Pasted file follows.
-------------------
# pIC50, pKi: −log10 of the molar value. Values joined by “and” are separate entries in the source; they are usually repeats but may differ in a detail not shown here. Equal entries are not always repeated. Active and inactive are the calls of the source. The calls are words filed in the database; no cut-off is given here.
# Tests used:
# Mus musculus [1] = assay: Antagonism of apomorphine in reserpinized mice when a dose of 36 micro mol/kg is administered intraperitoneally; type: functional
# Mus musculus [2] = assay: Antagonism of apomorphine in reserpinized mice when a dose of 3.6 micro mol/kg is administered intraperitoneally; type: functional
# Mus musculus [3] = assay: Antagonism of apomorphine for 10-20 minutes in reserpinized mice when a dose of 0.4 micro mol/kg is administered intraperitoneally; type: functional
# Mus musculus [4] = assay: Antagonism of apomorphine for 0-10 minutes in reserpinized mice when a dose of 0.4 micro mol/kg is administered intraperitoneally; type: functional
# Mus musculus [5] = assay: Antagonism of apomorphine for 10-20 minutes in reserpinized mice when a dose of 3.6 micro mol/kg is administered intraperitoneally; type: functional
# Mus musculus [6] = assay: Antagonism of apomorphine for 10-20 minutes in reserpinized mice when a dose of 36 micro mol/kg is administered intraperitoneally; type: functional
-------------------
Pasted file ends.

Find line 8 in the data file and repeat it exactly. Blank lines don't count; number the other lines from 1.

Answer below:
# Mus musculus [6] = assay: Antagonism of apomorphine for 10-20 minutes in reserpinized mice when a dose of 36 micro mol/kg is administered intraperitoneally; type: functional